A glance at the map will tell you what the landscape will confirm - that port is the lifeblood of the region. Every hillside is terraced with lines of vines, ranked like lateral corrugations around the contours; every other cluster of buildings seems to be a Quinta, the name given to the vineyard headquarters where the crop is harvested, pressed and stored.
Many of the quintas are open to public, and my wife and I visited two contrasting examples during our short stay in the area. The first, the Quinta do Panascal, is one of the main estates owned by the Fonseca company, a big port producer. Attractively located on a hillside above the valley of the Távora River, a tributary of the Douro, it is extremely professionally run. You tour the estate self-guided with the aid of an audio-phone commentary in your own language before being offered a tasting in the well-appointed reception room. The tour is free, and no great sales pressure is put on the visitor, the absence of which helped persuade us to buy a couple of bottles as gifts for friends.
The second was the small, privately-owned Quinta de la Rosa. Here a notice on the door said that it was open for visits at 11.00 daily. When we turned up at the appointed time the place seemed deserted, but eventually a very pretty young senhorina appeared and conducted us briefly round in a charming albeit desultory manner. It was rather early in the day for an extended tasting, but I did try their white port, which was really rather good; however, I failed to buy any because, apart from the tasting bottle, they had none in stock. Not the best-organised visit, but likeable enough, and also free.
As with the wine lodges of Porto, one could happily spend a day (or several) visiting the quintas of the upper Douro and find memorable things to enjoy in all of them, though whether one would actually remember them is another question.
* Towns in the area *
It's hard to wax lyrical about the towns of the Douro valley, though they are not without character. Régua, the traditional capital of the port industry, has a rather run-down air and not much to detain the visitor other than the museum and the rabelos moored along the riverfront.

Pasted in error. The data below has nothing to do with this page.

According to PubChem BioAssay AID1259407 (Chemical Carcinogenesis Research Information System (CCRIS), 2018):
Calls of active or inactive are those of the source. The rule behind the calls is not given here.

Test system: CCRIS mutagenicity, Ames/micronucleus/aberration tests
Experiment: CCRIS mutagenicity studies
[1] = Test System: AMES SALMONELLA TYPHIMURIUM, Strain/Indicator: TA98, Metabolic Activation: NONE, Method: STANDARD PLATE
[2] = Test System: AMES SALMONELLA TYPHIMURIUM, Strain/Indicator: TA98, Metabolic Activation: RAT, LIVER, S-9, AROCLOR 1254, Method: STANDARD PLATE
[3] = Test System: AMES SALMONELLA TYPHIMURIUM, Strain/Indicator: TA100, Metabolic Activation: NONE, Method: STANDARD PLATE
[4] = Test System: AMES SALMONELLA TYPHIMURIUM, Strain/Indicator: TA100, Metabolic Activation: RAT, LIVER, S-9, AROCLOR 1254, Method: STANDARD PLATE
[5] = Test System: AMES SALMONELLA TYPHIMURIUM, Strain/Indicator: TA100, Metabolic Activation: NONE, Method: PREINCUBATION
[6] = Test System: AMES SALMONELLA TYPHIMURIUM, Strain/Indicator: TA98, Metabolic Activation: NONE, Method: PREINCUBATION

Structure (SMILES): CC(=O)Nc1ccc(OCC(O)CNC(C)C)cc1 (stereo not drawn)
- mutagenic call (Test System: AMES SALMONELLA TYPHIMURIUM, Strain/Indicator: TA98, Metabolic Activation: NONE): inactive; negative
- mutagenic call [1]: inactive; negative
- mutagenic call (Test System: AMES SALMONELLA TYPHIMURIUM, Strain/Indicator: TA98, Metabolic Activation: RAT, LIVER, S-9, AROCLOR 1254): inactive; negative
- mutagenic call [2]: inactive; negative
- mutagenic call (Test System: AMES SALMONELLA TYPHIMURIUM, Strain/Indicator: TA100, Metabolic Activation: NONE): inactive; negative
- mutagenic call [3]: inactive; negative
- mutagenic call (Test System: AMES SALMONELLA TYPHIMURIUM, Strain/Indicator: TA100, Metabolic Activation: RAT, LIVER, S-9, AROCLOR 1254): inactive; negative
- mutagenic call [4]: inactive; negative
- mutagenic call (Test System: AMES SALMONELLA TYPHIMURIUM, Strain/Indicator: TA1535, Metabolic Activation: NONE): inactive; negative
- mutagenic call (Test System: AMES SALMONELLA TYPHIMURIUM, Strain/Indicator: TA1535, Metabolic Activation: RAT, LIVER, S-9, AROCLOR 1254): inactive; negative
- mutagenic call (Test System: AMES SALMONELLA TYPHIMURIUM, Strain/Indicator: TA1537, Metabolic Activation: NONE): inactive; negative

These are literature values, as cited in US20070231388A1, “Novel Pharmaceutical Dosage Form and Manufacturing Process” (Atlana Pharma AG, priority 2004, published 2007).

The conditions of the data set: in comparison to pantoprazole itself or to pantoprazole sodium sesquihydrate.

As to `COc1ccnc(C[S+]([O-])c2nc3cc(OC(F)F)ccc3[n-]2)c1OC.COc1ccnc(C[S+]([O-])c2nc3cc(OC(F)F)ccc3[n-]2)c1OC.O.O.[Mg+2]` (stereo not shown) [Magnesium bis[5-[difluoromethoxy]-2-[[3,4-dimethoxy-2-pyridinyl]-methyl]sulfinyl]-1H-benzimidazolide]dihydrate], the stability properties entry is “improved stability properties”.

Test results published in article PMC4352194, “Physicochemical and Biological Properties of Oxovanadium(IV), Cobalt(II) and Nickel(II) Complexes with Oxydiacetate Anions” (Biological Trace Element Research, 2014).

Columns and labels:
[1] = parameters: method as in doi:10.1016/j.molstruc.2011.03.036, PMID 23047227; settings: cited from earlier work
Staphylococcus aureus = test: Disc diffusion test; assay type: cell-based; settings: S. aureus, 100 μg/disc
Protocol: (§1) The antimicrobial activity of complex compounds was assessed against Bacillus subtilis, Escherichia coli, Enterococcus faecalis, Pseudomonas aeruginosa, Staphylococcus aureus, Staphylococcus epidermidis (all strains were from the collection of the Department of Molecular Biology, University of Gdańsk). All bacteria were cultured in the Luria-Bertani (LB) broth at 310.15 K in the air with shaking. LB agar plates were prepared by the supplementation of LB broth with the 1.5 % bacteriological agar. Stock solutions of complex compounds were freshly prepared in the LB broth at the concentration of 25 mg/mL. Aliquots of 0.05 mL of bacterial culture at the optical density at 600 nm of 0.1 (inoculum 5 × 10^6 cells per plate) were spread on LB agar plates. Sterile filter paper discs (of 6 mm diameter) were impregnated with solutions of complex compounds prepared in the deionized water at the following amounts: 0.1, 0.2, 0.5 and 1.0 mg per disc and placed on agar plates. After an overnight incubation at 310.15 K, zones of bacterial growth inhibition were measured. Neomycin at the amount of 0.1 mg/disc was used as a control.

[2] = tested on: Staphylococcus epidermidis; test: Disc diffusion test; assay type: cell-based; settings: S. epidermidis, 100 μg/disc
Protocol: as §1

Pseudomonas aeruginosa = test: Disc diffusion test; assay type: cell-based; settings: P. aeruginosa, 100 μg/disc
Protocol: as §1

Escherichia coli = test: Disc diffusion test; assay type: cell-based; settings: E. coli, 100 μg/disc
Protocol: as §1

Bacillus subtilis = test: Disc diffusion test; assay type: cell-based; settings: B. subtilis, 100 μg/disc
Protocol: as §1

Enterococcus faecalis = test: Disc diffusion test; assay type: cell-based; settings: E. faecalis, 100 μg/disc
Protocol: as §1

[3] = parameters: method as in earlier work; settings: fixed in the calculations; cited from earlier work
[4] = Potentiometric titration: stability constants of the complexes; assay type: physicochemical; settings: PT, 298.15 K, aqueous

Pinhao, the other main port-producing town, I have already described as scruffy, which it is, though its setting (and railway station!) are superb, and the quayside quite pleasant for a stroll, or to sit and sip a glass of the local speciality. As an experience, I must also mention the butcher's shop/smokery on the high street, into which we went to buy ingredients for a picnic. We found three or four local customers already in there, and seemingly set for a long session, as they sampled an enormous spread of sausages and smoked meats laid out on the counter, washed down with wine poured into tin cups from an unlabelled bottle. As they did so, they seemed to be placing large orders, albeit in a leisurely way. Just as we were resigning ourselves to a long wait to be served, we found ourselves also handed tin cups of the wine and offered samples of the foodstuffs. By the time we'd finished we'd eaten far more than the 200 grams or so of ham we'd come to buy and barely needed the picnic, though we didn't quite have the chutzpah to withdraw the order.
The pick of local towns for sight-seeing we found to be Lamego, which lies south of the Douro and strictly speaking in the next province, but well worth the detour. This has an attractive renaissance cathedral with cloisters, an ancient citadel on a hill crowned by a little castelo, and a well-stocked museum. The outstanding feature, however, is the many-tiered ornamental stairway that leads up from the town's main avenue to the shrine of Nossa Senhora dos Rémedios, a sort of local Lourdes to which devout pilgrims flock in the hope of cure for their ills, the most masochistic of them mounting the 700 steps on their knees. Much as one may dismiss this stuff as so much mumbo-jumbo, one can't deny that it inspires some fine architecture.
Less impressive, but good for a brief look round are Cinfães (charming church, lovely little park/playground with fountains squirting up from the pavement), Tabuaço (attractive plaza and side-streets, plus a hilltop park with fine views) and Sabrosa (no outstanding features, just a pleasant town). Sao João de Pesqueira is also said to be worth a visit, but alas we never reached it.
As for stately homes, these barely exist in the area, although some of the bigger quintas are of noble manor-house proportions. The nearest really fine example is the Casa de Mateus, not far off route to the north but outside the Douro Valley, as can be readily inferred from the fact that it produces rosé rather than port wine.
* Leisure activities *
The Douro Valley is not, I'm glad to say, highly-developed and those looking for theme parks or aquatic sports centres should look elsewhere. In fact, for a major river, it seems remarkably short of water sports facilities of any kind. We were, of course, there in April, early in the season and perhaps they simply hadn't opened yet, but I didn't see any places along the banks for hiring canoes or rowing-boats, and few if any pleasure craft were out on the water. This may be because the river is dammed in several places, but there are locks through which the cruise-boats pass and one would have thought the ribbon-lakes formed by the dams might be ideal for sailing, motor boats or water-skiing.